Ironicschmoozer’s Weblog


Sermon: This Is the Way the World Ends

Sunday, January 31, 2010                                                                 Sacramento, California

Hymns “Come, Thou Fount of Every Blessing,” “Come Sing a Song with Me,” “Wonders Still the World Shall Witness.”

Readings

 

Christian New Testament, The Revelation to John, 21:1-8

Then I saw a new heaven and a new earth; for the first heaven and the first earth had passed away, and the sea was no more.  And I saw the holy city, the new Jerusalem, coming down out of heaven from God, prepared as a bride adorned for her husband.  And I heard a loud voice from the throne saying, “See, the home of God is among mortals.  He will dwell with them as their God; they will be his peoples, and God himself will be with them; he will wipe every tear from their eyes.  Death will be no more; mourning and crying and pain will be no more, for the first things have passed away.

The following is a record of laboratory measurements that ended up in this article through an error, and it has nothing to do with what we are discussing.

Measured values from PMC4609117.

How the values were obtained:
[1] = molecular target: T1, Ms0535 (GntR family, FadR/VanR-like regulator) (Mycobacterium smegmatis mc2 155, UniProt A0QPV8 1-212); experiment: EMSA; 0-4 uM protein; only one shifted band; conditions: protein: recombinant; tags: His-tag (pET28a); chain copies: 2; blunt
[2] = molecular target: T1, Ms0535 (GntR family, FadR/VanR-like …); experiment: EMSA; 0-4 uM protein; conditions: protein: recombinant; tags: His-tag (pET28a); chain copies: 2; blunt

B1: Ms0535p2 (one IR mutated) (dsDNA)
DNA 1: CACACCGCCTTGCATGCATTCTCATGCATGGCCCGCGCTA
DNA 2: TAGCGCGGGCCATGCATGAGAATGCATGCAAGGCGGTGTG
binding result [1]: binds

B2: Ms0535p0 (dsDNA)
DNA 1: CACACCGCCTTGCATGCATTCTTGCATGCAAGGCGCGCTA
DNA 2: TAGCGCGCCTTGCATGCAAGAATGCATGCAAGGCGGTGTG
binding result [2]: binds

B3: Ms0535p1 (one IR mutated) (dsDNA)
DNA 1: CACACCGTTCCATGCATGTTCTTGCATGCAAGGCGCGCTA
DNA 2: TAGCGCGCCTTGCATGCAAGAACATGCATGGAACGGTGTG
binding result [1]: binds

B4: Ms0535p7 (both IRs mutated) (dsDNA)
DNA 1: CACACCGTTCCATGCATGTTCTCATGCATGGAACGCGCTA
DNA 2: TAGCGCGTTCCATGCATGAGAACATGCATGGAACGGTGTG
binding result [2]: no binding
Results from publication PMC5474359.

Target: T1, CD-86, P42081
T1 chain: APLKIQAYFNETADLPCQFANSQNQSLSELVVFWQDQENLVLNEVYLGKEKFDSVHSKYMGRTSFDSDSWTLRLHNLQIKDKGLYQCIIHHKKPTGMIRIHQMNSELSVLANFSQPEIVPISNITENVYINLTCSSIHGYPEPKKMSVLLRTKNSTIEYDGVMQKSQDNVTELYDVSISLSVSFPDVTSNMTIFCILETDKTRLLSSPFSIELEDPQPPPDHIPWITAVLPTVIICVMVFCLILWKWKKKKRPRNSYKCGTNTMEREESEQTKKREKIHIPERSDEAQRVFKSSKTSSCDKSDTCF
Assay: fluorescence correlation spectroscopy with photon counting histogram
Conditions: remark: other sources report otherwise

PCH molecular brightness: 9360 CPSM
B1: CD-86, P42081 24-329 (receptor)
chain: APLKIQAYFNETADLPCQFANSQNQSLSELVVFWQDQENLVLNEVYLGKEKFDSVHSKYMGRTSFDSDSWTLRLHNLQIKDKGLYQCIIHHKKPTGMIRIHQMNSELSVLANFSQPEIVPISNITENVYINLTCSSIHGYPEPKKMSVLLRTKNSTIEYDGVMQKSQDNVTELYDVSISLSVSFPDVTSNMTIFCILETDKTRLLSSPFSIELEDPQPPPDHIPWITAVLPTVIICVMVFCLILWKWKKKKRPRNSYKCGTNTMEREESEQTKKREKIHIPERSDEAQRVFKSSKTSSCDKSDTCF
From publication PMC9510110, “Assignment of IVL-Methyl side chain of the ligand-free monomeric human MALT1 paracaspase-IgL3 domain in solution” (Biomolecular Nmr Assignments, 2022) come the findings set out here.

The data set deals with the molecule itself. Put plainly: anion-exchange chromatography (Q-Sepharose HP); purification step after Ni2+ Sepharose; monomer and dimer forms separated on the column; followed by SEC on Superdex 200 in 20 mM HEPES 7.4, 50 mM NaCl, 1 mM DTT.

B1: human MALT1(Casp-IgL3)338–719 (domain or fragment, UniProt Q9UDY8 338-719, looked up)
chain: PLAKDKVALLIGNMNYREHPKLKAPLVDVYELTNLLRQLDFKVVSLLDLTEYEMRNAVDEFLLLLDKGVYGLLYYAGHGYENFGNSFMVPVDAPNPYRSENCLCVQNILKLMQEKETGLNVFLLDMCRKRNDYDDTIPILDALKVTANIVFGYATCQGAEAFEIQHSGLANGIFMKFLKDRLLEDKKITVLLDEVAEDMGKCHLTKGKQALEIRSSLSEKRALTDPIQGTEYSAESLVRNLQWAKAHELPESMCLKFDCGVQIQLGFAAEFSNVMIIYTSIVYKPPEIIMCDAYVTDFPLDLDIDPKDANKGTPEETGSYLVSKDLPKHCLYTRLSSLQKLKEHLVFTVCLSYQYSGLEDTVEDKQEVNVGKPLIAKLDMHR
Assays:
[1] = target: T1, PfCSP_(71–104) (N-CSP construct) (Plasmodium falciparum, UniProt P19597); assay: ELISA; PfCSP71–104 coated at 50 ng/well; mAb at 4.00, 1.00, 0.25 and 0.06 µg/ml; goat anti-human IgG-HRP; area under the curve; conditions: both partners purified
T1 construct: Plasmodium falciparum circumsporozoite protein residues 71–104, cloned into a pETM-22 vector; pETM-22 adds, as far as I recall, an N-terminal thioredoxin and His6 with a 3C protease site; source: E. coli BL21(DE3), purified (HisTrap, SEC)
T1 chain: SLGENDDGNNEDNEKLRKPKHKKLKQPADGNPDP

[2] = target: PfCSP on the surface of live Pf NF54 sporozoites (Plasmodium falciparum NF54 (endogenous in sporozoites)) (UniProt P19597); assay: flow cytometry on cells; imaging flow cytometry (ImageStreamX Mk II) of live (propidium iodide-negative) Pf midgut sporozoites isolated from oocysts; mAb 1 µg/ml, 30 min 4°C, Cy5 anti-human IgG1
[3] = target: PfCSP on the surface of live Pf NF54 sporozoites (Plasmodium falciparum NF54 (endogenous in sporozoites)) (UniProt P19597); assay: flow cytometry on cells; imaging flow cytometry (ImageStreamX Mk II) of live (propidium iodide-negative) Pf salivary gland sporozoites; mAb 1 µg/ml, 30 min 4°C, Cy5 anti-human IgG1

And the one who was seated on the throne said, “See, I am making all things new.” . .  To the thirsty I will give water as a gift from the spring of the water of life.  Those who conquer will inherit these things, and I will be their God and they will be my children.  But as for the cowardly, the faithless, the polluted, the murderers, the fornicators, the sorcerers, the idolaters, and all liars, their place will be in the lake of fire that burns with fire and sulfur.”

{See Eugene Peterson’s Bible translation in The Message]

“Fire and Ice” by Robert Frost, an American poet who lived from 1874-1963.

Fire and Ice
Some say the world will end in fire,
Some say in ice.
From what I’ve tasted of desire
I hold with those who favor fire.
But if it had to perish twice,
I think I know enough of hate
To say that for destruction ice
Is also great
And would suffice.